Monday, November 9, 2015

Chain of Command - First Game

Having laid out the scenario on the game table beforehand, Scott arrived with rules, figures, and markers in hand and we could begin once Kevin arrived.  He arrived shortly thereafter with goodies to sustain us until lunch.

Since this was our first game of Chain of Command (CoC), Scott would adjudicate while Kevin and I took on the active player roles.  Kevin would command the U.S troops.  I would command the Germans.

During the Patrol Phase, the German commander aggressively lit out for the farm in an effort to channel and hinder the U.S. approach.  Without interference from the American commander, the German player established one Jump Off Point (JOP) at the house with the second JOP back at the start line in the orchard.  The American was content to deploy his JOPs astride the road near the board edge.
JOPs established
One German squad deployed in the house with the LMG behind the protection of the stone wall.  The other two German squads were deployed on either side of the road near the orchard.
One German squad in the house
Two German squads in the orchard
The Americans drew first action to open up the engagement and quickly ripped through both the LMG hunkered behind the wall and the squad deployed within the house.  The stone wall was no match for .30 cal bullets.  What withering fire!  Lucky bastard!  Within minutes the LMG was knocked out.  Only two of the original squad survived that first fusillade.  Ouch!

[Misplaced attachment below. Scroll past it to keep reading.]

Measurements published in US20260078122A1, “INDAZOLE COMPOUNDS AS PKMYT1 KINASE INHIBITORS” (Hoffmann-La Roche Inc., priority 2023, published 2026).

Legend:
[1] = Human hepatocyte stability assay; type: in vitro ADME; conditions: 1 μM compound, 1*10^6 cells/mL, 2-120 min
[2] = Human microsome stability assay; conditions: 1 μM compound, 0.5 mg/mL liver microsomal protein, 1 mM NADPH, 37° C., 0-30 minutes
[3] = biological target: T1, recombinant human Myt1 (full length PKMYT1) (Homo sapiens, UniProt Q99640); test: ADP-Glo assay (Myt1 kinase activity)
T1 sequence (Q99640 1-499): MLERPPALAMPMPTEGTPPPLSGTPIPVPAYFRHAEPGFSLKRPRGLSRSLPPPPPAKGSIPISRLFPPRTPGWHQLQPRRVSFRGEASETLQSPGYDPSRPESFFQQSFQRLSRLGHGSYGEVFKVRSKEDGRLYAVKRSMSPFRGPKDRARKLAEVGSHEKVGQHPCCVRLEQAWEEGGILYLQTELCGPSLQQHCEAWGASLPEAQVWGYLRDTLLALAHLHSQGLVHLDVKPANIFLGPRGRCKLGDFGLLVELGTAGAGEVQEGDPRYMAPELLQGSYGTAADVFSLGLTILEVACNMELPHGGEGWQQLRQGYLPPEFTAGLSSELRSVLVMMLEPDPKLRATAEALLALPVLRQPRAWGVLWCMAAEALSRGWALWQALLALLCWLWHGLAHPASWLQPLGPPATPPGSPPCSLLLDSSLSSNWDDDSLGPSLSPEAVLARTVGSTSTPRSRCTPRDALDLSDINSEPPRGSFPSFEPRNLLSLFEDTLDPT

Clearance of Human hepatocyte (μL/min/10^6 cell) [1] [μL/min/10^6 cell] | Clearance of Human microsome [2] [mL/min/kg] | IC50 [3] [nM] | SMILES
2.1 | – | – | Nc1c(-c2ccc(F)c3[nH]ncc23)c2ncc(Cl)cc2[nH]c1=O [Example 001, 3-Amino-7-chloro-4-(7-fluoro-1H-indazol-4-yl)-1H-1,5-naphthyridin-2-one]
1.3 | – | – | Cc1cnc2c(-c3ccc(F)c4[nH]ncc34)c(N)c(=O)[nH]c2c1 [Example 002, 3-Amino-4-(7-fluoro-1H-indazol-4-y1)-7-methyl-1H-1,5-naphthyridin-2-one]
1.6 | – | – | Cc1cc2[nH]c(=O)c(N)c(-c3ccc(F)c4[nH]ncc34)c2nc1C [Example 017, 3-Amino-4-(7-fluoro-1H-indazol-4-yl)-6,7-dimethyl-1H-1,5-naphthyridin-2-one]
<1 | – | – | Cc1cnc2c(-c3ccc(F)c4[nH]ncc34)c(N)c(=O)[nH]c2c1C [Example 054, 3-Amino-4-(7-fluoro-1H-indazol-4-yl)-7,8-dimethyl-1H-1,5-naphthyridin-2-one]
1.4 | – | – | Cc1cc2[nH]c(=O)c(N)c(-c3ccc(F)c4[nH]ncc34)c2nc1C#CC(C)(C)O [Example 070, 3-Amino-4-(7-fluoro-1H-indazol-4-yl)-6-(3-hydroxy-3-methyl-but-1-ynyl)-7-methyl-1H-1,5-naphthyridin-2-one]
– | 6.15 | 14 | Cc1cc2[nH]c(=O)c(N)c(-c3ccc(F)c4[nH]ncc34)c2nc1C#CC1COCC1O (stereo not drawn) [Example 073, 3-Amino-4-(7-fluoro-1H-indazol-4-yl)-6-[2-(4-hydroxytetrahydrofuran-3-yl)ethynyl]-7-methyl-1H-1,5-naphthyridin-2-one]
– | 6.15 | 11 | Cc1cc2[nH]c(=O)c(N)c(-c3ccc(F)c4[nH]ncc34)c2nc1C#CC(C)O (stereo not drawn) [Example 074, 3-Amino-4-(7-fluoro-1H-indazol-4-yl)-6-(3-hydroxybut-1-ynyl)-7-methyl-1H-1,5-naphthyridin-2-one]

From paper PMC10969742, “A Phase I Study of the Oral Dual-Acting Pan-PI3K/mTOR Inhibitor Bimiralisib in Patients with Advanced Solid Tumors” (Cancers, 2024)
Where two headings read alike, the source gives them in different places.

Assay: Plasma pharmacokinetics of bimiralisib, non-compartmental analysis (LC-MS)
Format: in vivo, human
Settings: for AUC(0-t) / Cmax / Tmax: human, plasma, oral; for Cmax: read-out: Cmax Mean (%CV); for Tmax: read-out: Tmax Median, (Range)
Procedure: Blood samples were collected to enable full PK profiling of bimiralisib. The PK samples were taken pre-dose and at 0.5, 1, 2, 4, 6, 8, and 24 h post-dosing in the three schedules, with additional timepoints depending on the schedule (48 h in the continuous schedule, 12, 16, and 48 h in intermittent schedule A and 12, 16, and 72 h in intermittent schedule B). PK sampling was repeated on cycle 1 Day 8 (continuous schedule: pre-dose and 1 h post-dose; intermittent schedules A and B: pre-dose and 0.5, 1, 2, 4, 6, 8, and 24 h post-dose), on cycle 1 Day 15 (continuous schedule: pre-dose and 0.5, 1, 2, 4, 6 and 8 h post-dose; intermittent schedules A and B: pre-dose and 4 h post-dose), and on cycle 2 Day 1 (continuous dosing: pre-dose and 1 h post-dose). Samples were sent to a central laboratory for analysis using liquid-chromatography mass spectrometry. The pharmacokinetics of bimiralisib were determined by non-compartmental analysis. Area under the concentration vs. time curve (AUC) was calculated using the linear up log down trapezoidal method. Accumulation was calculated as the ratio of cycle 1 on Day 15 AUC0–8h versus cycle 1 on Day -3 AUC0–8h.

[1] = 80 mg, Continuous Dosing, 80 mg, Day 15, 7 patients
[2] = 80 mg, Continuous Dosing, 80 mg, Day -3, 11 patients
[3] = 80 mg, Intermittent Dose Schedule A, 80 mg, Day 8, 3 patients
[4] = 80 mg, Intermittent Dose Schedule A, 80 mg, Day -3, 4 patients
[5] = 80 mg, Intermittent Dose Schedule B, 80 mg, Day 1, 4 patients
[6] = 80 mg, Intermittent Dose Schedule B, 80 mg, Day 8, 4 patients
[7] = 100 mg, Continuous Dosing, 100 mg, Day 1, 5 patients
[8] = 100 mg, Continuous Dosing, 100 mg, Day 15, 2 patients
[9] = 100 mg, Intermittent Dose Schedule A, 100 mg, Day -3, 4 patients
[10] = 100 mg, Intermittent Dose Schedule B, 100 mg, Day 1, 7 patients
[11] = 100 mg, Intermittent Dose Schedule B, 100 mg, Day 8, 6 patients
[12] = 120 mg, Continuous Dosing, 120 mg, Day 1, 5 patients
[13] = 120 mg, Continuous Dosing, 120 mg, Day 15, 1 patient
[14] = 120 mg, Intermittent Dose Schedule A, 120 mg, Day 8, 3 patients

While the Junior Leader sought cover behind the house, the sole surviving squad member broke back towards the orchard.  While LMG teams covered the field, one German team crossed the hedge and advanced to reinforce the house.
German team moves to support broken squad
With the Germans at the house broken and running and the Americans seemingly content to remain behind their covering hedge, the German Platoon Leader ordered the house to be reoccupied.  The German JOP at the house is back under German control while the Platoon Leader leads the LMG team onto the tree-lined road and sets up.  Not a minute too soon!  Americans breach the hedgerow and begin to advance across the open. 
House secured
At this point in the firefight, the Germans pulled off three initiatives in a row.  That bit of good fortune allowed the Germans to bring the firepower of their LMG in the treeline and squad in the house onto the advancing Americans.  Caught under heavy fire in the open, the Americans took heavy casualties and broke in the center.  The American left was also driven back with light casualties but heavy shock.

Bringing the BAR on the American right back into play, the German LMG on the road was driven off while bullets riddled the walls of the house.  At this point, we called the game a tactical American victory.  Could the Germans have salvaged the situation, possibly, but it was time for lunch.    

What did I think of the first game?  Well, I thought it played brilliantly!  I could easily translate action on the table to the situation.  Tactics seemed to work and make sense.  This is the first WWII skirmish level game to which I can honestly make this claim.  Mechanisms are easy to pick up and quite intuitive.  Straightforward game play without a lot of clutter and overhead.  The Patrol Phase was an interesting twist and provided a game within a game.  Machine gun fire is brutal.  Soldiers were dropping on both sides by the handful.  To reduce the body count, we will have to employ less lethal tactics.